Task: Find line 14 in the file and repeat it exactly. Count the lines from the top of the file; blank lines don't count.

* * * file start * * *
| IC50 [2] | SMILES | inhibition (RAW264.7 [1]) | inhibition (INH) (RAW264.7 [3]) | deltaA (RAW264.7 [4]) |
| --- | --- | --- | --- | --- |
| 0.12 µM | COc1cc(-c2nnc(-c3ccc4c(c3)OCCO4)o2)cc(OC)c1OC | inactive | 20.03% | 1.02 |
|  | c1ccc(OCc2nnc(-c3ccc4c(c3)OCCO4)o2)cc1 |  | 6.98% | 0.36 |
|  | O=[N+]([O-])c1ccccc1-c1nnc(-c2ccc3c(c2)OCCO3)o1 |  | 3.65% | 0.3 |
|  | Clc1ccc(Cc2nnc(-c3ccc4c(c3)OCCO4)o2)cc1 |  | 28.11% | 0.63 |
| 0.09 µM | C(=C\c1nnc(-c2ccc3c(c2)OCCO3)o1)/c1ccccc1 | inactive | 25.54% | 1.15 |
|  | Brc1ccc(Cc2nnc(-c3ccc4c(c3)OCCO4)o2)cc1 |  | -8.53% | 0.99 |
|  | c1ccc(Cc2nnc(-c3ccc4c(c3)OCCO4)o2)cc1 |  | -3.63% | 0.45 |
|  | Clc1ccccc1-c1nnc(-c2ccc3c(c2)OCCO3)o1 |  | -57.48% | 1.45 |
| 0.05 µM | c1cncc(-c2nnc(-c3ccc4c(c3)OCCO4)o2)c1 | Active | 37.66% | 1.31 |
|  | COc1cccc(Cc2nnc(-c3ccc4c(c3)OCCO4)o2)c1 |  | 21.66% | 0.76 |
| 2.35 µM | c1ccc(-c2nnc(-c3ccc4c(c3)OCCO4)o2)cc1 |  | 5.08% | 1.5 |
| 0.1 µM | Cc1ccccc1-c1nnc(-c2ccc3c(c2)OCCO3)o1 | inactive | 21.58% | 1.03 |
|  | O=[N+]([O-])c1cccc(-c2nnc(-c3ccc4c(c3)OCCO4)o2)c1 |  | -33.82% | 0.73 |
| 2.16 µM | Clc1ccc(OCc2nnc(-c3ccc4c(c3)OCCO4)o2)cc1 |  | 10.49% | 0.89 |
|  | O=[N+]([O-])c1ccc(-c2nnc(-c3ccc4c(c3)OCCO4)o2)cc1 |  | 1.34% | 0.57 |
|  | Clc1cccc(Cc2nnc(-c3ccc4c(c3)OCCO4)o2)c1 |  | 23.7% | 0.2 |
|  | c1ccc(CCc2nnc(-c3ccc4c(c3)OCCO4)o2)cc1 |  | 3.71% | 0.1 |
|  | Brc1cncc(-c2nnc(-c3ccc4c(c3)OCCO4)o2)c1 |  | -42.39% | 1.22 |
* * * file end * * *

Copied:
| 0.1 µM | Cc1ccccc1-c1nnc(-c2ccc3c(c2)OCCO3)o1 | inactive | 21.58% | 1.03 |